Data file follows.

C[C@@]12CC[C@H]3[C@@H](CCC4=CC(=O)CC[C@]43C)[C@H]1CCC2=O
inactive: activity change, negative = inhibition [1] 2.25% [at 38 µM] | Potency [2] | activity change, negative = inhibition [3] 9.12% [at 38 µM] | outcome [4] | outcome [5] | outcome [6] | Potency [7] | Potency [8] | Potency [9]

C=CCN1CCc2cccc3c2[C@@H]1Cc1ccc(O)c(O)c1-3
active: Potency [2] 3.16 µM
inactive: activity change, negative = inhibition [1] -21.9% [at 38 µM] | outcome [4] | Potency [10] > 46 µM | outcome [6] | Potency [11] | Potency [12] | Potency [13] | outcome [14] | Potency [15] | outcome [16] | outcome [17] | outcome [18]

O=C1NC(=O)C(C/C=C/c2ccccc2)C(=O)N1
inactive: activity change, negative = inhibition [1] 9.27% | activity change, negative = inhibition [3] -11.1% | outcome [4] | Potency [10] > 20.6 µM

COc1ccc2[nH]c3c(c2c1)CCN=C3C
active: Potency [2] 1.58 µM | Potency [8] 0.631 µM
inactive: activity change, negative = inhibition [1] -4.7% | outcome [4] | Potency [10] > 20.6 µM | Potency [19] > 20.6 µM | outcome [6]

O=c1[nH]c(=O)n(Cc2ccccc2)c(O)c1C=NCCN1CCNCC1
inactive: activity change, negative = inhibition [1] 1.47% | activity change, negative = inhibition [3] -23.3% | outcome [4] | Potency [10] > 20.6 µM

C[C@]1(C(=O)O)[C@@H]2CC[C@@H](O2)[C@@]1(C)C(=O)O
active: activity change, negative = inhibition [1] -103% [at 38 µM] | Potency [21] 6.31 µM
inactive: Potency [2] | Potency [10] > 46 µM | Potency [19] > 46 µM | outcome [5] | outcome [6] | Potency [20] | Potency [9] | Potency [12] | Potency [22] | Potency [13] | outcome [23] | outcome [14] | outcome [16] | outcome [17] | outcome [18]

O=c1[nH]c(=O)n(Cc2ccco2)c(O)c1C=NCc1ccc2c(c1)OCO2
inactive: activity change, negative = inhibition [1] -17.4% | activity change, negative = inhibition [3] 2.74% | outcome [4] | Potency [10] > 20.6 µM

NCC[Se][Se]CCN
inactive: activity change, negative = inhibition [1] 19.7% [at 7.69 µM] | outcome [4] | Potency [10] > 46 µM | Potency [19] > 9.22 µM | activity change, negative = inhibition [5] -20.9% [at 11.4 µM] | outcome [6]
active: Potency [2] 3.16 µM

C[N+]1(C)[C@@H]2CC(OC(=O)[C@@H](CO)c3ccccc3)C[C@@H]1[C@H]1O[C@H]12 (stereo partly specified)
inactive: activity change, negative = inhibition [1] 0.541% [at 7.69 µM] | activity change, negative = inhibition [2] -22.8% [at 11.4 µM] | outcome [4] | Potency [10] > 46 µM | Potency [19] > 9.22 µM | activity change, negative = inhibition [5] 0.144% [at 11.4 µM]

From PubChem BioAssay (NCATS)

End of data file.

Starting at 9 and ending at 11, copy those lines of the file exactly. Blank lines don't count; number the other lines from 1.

active: Potency [2] 1.58 µM | Potency [8] 0.631 µM
inactive: activity change, negative = inhibition [1] -4.7% | outcome [4] | Potency [10] > 20.6 µM | Potency [19] > 20.6 µM | outcome [6]

O=c1[nH]c(=O)n(Cc2ccccc2)c(O)c1C=NCCN1CCNCC1